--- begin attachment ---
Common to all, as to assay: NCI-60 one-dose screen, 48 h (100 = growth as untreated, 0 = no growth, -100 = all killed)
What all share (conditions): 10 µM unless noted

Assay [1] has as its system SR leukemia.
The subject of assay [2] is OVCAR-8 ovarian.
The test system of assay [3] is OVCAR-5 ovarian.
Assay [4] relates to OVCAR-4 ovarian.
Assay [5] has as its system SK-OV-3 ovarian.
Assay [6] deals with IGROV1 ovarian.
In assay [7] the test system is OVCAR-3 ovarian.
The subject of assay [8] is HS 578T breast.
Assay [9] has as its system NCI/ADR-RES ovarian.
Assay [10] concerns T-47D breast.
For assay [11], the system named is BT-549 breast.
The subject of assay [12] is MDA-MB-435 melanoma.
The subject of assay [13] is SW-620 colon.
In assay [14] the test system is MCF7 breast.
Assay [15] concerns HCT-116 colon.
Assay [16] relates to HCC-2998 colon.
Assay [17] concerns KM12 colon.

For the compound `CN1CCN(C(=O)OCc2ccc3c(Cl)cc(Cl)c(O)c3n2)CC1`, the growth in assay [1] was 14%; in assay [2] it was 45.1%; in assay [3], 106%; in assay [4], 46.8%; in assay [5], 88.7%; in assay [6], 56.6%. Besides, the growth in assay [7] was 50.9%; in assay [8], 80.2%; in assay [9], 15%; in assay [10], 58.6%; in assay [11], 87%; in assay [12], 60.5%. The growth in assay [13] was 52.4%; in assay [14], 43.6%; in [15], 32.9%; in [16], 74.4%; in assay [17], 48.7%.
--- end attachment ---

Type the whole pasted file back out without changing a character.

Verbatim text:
Common to all, as to assay: NCI-60 one-dose screen, 48 h (100 = growth as untreated, 0 = no growth, -100 = all killed)
What all share (conditions): 10 µM unless noted

Assay [1] has as its system SR leukemia.
The subject of assay [2] is OVCAR-8 ovarian.
The test system of assay [3] is OVCAR-5 ovarian.
Assay [4] relates to OVCAR-4 ovarian.
Assay [5] has as its system SK-OV-3 ovarian.
Assay [6] deals with IGROV1 ovarian.
In assay [7] the test system is OVCAR-3 ovarian.
The subject of assay [8] is HS 578T breast.
Assay [9] has as its system NCI/ADR-RES ovarian.
Assay [10] concerns T-47D breast.
For assay [11], the system named is BT-549 breast.
The subject of assay [12] is MDA-MB-435 melanoma.
The subject of assay [13] is SW-620 colon.
In assay [14] the test system is MCF7 breast.
Assay [15] concerns HCT-116 colon.
Assay [16] relates to HCC-2998 colon.
Assay [17] concerns KM12 colon.

For the compound `CN1CCN(C(=O)OCc2ccc3c(Cl)cc(Cl)c(O)c3n2)CC1`, the growth in assay [1] was 14%; in assay [2] it was 45.1%; in assay [3], 106%; in assay [4], 46.8%; in assay [5], 88.7%; in assay [6], 56.6%. Besides, the growth in assay [7] was 50.9%; in assay [8], 80.2%; in assay [9], 15%; in assay [10], 58.6%; in assay [11], 87%; in assay [12], 60.5%. The growth in assay [13] was 52.4%; in assay [14], 43.6%; in [15], 32.9%; in [16], 74.4%; in assay [17], 48.7%.